Massachusetts Raises Caps on Solar Net Metering

12 April 2016 Energy Current Blog

Massachusetts has raised the caps on the Commonwealth’s net metering program. The governor’s signature was inked on April 11, 2016 on a bill approved by the legislature last week, after months of negotiation.

Net metering programs allow homeowners and other solar customers to sell excess power they generate back to the electrical grid in exchange for a credit. Each utility has a cap on the amount of large-scale projects that can receive credits in their area. Existing net metering caps have been reached in much of Massachusetts, inhibiting further solar development in the state.

The new law, seen by many as a compromise between the competing interests of solar advocates and utility companies, will lift the cap by 3 percent (from 4 percent to 7 percent of peak load for privately owned systems, and from 5 percent to 8 percent for municipally owned installations) for public and private projects. While expanding the amount of eligible projects, the new law will lower the rate of individual credits by 40 percent for most new large-scale development.

The law also allows utilities to apply to state regulators for a “monthly minimum reliability contribution,” which is a fixed charge to the owners of solar systems. Utilities argue that these fixed fees are justified to offset financial burdens imposed on non-solar customers through the use of the utility’s electric distribution system by net metering customers.

Single-phase systems below 10 kW and multiphase systems below 25 kW, such as residential rooftop arrays, are exempt from the cap and reduced payments. Further, existing systems that are already connected to the grid are grandfathered in under the old rates for a period of 25 years.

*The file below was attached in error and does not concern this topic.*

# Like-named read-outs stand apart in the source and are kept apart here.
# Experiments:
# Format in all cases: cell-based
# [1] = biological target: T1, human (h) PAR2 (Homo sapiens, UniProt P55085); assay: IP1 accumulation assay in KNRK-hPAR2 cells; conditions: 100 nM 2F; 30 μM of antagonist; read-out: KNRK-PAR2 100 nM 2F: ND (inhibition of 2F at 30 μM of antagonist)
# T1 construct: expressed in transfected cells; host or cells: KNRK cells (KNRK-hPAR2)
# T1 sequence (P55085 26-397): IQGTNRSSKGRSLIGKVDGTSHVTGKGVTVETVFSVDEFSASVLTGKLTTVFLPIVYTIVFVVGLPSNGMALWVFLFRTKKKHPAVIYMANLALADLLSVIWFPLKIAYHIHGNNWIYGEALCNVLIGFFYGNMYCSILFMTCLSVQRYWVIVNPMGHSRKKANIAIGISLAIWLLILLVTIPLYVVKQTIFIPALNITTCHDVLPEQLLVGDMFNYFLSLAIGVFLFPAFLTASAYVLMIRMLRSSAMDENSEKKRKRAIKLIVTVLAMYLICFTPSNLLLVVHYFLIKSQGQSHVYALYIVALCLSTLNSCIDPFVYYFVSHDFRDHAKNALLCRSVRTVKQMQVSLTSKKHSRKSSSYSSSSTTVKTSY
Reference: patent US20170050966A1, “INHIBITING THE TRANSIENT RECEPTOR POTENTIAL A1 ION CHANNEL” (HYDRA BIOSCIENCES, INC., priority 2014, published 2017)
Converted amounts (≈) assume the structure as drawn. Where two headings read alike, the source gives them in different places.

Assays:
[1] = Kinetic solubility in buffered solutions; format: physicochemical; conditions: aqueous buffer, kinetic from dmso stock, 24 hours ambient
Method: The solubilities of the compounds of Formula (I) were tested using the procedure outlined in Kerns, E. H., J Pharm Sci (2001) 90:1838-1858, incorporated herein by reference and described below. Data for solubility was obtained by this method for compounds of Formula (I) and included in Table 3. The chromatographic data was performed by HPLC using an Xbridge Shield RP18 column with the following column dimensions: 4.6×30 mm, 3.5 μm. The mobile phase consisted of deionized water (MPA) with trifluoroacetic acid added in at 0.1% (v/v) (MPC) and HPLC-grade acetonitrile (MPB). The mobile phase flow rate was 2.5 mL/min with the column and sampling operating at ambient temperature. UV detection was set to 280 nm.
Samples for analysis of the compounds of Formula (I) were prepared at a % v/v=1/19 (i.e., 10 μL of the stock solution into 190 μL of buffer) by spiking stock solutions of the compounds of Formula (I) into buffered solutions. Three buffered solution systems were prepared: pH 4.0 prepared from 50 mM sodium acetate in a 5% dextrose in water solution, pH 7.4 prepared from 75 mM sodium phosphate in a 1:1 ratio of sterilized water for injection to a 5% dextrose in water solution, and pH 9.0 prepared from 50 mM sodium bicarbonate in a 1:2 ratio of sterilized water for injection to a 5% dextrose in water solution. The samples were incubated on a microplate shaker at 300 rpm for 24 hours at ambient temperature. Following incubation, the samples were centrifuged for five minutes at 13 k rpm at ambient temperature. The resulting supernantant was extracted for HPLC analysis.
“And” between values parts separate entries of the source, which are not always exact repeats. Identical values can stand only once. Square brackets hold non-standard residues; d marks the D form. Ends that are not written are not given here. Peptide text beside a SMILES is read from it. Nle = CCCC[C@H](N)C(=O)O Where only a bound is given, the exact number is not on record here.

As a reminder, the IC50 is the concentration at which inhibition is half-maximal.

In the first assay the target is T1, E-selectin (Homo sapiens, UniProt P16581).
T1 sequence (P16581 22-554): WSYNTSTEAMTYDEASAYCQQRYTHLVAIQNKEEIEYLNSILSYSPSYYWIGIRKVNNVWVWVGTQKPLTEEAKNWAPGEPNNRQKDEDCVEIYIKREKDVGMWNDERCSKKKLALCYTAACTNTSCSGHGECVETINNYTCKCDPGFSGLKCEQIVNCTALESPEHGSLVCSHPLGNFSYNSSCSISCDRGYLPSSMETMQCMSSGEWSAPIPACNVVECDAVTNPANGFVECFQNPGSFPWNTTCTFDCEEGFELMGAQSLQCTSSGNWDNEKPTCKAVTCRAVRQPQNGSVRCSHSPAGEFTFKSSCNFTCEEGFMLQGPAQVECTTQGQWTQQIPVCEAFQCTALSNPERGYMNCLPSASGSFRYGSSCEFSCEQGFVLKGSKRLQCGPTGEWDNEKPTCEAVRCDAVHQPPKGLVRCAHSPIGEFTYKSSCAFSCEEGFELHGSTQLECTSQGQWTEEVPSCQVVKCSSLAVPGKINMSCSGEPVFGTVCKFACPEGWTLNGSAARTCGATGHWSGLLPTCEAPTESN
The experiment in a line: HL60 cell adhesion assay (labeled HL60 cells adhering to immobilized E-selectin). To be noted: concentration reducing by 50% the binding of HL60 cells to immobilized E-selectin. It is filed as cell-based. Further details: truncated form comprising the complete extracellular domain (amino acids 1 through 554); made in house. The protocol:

Additional information on the net metering in Massachusetts can be found here and a copy of the bill that was signed into law can be found here.

This blog is made available by Foley & Lardner LLP (“Foley” or “the Firm”) for informational purposes only. It is not meant to convey the Firm’s legal position on behalf of any client, nor is it intended to convey specific legal advice. Any opinions expressed in this article do not necessarily reflect the views of Foley & Lardner LLP, its partners, or its clients. Accordingly, do not act upon this information without seeking counsel from a licensed attorney. This blog is not intended to create, and receipt of it does not constitute, an attorney-client relationship. Communicating with Foley through this website by email, blog post, or otherwise, does not create an attorney-client relationship for any legal matter. Therefore, any communication or material you transmit to Foley through this blog, whether by email, blog post or any other manner, will not be treated as confidential or proprietary. The information on this blog is published “AS IS” and is not guaranteed to be complete, accurate, and or up-to-date. Foley makes no representations or warranties of any kind, express or implied, as to the operation or content of the site. Foley expressly disclaims all other guarantees, warranties, conditions and representations of any kind, either express or implied, whether arising under any statute, law, commercial use or otherwise, including implied warranties of merchantability, fitness for a particular purpose, title and non-infringement. In no event shall Foley or any of its partners, officers, employees, agents or affiliates be liable, directly or indirectly, under any theory of law (contract, tort, negligence or otherwise), to you or anyone else, for any claims, losses or damages, direct, indirect special, incidental, punitive or consequential, resulting from or occasioned by the creation, use of or reliance on this site (including information and other content) or any third party websites or the information, resources or material accessed through any such websites. In some jurisdictions, the contents of this blog may be considered Attorney Advertising. If applicable, please note that prior results do not guarantee a similar outcome. Photographs are for dramatization purposes only and may include models. Likenesses do not necessarily imply current client, partnership or employee status.

Related Services